This marks the 50th anniversary of the debut of “All in the Family” on CBS, the show in which the sitcom genre finally grew up and never looked back.
From 1971-79, “All in the Family”, through the premise of the Bunker family that resided at 704 Hauser Street in the New York borough of Queens, tackled the most controversial topics and issues of the day that would make other TV shows at the time blush bright red, in an unabashed, blunt and pointed way. And for nine seasons, the weekly happenings of Archie, Edith, Gloria and Mike touched a nerve in millions of viewers, and the TV sitcom was changed forever, in which they got the green light to be more realistic without having to sugar coat topics anymore.
But the individual who was the creative force behind All in the Family (as well as its direct and indirect spinoffs such as Maude, Good Times and The Jeffersons) was veteran TV writer and director Norman Lear. In fact, thanks to the immediate success of his reality-based shows, Lear became a virtual one-man TV empire throughout the 70s. However, All in the Family will always remain his cornerstone. And to mark the show’s golden anniversary, Lear takes a fond look back at the show and its overall impact with a wonderful coffee table book called All in the Family: The Show That Changed Television.
The book is like a combination oral history, appreciation, photo album, episode guide and scrapbook. From its humble origins, to the three pilots, to the spinoffs, and the episode reboots, the reader is offered a complete history of the show and what made it so special.
First of all, the episode guide is not like what you would typically find in a book dealing with the history of a certain TV show. Although it lists every episode with the usual original airdate, episode title, writer and director (and any Emmy Awards that were won that season), the book has decided to give a more detailed look to those All in the Family episodes that were quite impactful with the viewers or the subject matters that they focused on. They include introductory remarks from Lear, as well as some behind-the-scenes reflections by certain members of the cast and crew, plus photos and edited and marked-up pages from some of the original scripts. Milestone episodes that get this spotlight treatment include the third pilot “Meet the Bunkers”, “Edith’s Accident”, “Archie Gets Branded”, “Sammy’s Visit”, “Mike and Gloria’s Wedding”, “Edith’s Crisis of Faith”, “The Stivics Go West” and one of my favourites, the Christmas 1976 episode “The Draft Dodger” (in which the only complaint from CBS regarding that powerful half-hour was that Archie said “god damn”).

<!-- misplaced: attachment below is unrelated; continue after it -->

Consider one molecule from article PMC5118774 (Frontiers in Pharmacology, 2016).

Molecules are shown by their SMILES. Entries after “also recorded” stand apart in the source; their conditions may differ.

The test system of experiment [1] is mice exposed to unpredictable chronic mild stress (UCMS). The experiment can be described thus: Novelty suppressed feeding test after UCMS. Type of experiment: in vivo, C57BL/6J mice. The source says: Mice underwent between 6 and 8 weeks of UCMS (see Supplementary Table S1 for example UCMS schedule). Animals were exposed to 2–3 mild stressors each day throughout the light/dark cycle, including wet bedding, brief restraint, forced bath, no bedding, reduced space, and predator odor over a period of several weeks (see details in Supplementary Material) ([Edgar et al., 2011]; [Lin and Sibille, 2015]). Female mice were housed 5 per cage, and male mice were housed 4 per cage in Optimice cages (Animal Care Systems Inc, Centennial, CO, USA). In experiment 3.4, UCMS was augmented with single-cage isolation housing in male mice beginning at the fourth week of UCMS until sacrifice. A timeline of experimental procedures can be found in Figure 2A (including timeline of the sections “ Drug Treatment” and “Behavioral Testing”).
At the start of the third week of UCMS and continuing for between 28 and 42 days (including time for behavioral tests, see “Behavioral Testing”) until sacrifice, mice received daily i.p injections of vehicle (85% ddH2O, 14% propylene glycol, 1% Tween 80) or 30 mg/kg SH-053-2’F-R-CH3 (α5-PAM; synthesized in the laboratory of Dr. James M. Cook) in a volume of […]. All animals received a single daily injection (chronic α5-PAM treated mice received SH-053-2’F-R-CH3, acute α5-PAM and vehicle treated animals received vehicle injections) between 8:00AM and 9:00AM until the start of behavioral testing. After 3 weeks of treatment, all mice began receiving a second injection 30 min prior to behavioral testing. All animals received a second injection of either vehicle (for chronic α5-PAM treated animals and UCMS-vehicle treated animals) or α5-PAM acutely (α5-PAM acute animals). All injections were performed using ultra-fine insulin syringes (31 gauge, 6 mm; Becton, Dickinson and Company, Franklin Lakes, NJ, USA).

Second, the book also pays tribute to some of the show’s aesthetics. You get the inside story of the choice of costumes that were used to dress the characters through commentary by costume designer Rita Riggs (and rare Polaroid costume test shots), in which there are plenty of interesting tidbits such as throughout the show’s run, Carroll O’Connor wore seven white shirts, five fedoras and one pair of pants (that were constantly mended and let out) as Archie Bunker; the story behind every set created (the furniture and wallpaper used for the Bunker residence were all purchased at store bargain bins), and even the process of how an episode script was developed week after week.
So if you made All in the Family a regular viewing habit throughout the 70s, whether you were a dingbat, meathead, liked the atmosphere at Kelsey’s Bar, enjoyed the musings of “Edith the Good”, witnessed another face-to-face confrontation between Archie and Mike over another hot button issue, or sang along with Archie and Edith to “Those Were the Days”, this All in the Family tribute book is a golden salute to the rebel series that could – and did – mature the TV sitcom and changed the way we watched and understood television in North America.